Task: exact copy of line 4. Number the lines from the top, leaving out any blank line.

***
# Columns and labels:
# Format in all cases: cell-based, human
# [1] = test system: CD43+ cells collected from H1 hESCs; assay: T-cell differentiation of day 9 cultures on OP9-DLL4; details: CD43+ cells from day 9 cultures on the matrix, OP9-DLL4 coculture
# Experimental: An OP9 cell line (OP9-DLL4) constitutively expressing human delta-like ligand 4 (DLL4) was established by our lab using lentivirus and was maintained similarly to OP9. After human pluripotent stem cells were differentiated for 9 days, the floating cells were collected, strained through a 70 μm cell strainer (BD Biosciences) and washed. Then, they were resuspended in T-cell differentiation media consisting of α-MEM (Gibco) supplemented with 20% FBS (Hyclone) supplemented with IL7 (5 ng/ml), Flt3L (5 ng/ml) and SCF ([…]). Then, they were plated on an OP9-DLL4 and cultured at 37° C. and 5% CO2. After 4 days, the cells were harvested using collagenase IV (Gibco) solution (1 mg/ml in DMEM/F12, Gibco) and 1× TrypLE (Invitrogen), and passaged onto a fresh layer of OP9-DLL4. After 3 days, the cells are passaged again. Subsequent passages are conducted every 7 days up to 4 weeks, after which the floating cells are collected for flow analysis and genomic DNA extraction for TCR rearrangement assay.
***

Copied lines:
# Experimental: An OP9 cell line (OP9-DLL4) constitutively expressing human delta-like ligand 4 (DLL4) was established by our lab using lentivirus and was maintained similarly to OP9. After human pluripotent stem cells were differentiated for 9 days, the floating cells were collected, strained through a 70 μm cell strainer (BD Biosciences) and washed. Then, they were resuspended in T-cell differentiation media consisting of α-MEM (Gibco) supplemented with 20% FBS (Hyclone) supplemented with IL7 (5 ng/ml), Flt3L (5 ng/ml) and SCF ([…]). Then, they were plated on an OP9-DLL4 and cultured at 37° C. and 5% CO2. After 4 days, the cells were harvested using collagenase IV (Gibco) solution (1 mg/ml in DMEM/F12, Gibco) and 1× TrypLE (Invitrogen), and passaged onto a fresh layer of OP9-DLL4. After 3 days, the cells are passaged again. Subsequent passages are conducted every 7 days up to 4 weeks, after which the floating cells are collected for flow analysis and genomic DNA extraction for TCR rearrangement assay.